The pursuit of lucrative customer data has put the nation's top courier and largest logistics network on a collision course, potentially delaying tens of thousands of parcel deliveries in the short term, according to industry experts.
The standoff came as express delivery companies and internet firms upped the ante for data tracking and analysis capabilities to vie for a bigger share of the country's courier market.
The shutdown of data sharing and connection since Thursday between SF Express and Cainiao Network Technology, in which e-commerce giant Alibaba holds a 48 percent stake, has hindered parcel tracking by SF via Tmall and Taobao, popular shopping sites run by Alibaba.
"We've received massive inquiries from worried merchants and consumers ... We have to suggest that vendors choose alternative delivery services," Cainiao said in a statement emailed to China Daily.
Noting that the conflict has affected shipments of fresh produce including lychees and mangoes, the State Post Bureau has called on express delivery providers to resolve their differences to avoid throwing the market into disarray.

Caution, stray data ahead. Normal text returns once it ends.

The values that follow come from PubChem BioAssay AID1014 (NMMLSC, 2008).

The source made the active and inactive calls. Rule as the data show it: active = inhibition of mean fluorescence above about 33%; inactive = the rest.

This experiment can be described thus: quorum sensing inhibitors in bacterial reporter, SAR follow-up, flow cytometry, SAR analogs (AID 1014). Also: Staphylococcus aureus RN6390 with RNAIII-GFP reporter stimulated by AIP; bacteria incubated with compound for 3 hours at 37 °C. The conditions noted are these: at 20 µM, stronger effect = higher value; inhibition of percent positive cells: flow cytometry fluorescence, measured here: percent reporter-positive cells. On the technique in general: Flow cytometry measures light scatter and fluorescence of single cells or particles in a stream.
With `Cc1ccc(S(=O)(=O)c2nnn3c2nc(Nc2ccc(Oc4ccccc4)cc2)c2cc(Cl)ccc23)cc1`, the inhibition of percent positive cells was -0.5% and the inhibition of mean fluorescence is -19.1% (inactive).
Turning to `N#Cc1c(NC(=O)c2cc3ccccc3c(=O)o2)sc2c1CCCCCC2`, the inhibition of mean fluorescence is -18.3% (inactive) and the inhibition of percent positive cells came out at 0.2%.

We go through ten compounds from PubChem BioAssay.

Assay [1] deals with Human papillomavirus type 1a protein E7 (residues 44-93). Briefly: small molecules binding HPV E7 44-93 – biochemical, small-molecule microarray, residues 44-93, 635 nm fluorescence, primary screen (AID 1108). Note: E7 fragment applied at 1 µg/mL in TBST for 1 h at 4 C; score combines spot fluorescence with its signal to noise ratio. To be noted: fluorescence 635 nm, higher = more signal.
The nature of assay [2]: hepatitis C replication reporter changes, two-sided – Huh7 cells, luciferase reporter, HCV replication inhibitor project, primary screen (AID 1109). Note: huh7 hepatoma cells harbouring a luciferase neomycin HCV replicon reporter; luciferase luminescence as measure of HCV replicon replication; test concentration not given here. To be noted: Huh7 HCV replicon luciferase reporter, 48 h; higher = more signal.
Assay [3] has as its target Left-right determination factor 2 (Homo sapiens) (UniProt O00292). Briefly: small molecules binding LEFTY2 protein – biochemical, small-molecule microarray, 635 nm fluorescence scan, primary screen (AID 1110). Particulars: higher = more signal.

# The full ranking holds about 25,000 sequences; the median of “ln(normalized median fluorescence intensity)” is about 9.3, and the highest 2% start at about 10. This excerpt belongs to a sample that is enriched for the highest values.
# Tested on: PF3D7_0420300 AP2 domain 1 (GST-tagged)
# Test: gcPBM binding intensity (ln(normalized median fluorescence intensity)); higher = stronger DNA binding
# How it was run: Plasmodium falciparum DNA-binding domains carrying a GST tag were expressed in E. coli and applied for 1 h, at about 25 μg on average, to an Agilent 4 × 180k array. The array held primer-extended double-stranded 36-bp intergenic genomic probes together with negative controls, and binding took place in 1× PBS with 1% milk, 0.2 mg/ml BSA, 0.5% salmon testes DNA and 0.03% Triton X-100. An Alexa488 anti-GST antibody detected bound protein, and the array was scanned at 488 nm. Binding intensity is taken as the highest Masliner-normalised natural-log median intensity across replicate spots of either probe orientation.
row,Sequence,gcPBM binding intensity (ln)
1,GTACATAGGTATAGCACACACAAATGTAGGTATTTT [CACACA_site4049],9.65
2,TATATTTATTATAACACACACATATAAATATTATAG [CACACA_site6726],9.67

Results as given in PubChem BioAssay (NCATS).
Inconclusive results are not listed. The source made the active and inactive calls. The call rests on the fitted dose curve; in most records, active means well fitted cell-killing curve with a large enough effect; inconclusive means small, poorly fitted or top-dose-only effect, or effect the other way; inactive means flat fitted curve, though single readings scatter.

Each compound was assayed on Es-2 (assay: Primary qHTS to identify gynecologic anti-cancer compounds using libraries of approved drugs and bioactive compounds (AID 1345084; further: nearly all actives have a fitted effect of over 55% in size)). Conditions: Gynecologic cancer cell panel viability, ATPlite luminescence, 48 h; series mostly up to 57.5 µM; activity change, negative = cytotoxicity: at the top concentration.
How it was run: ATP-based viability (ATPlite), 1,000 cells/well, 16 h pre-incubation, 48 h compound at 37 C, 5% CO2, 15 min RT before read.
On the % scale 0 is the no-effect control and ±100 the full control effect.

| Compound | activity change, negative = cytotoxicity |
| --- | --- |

"After coordination with both parties, the bureau has urged companies to embrace 'big picture-thinking', maintain market order and protect consumer rights," a statement issued by the bureau on Thursday said.
The split between the two surfaced on Thursday over the control of customer information generated through Alibaba's e-commerce sites. SF refused to provide data that Cainiao required for detecting shipments of counterfeit goods, saying such a request went beyond normal business purposes and might breach customer privacy.
Tong Yun, chief designer of an apparel store on Taobao, said the clash over delivery had complicated the parcel tracking process and might discourage buyers who pay extra for SF's punctual and reliable service.
The disconnection would put the interests of SF clients at stake for now, due to temporary delays for parcel arrivals and online payment via Alibaba's Alipay, according to a senior industry source who works closely with courier companies and requested anonymity.
"But in the long term, Cainiao would lose track of higher-end customers who are willing to pay a premium for SF's services, putting Cainiao at a disadvantage," the source said.
China's smart logistics market is projected to grow fivefold to 1 trillion yuan (7 billion) by 2025, according to estimates by the China Federation of Logistics and Purchasing.
It's a battle for data, with major players contending to use big data to lower costs and predict demands across the logistics chain, said Xu Yong, analyst at China Express and Logistics Consulting.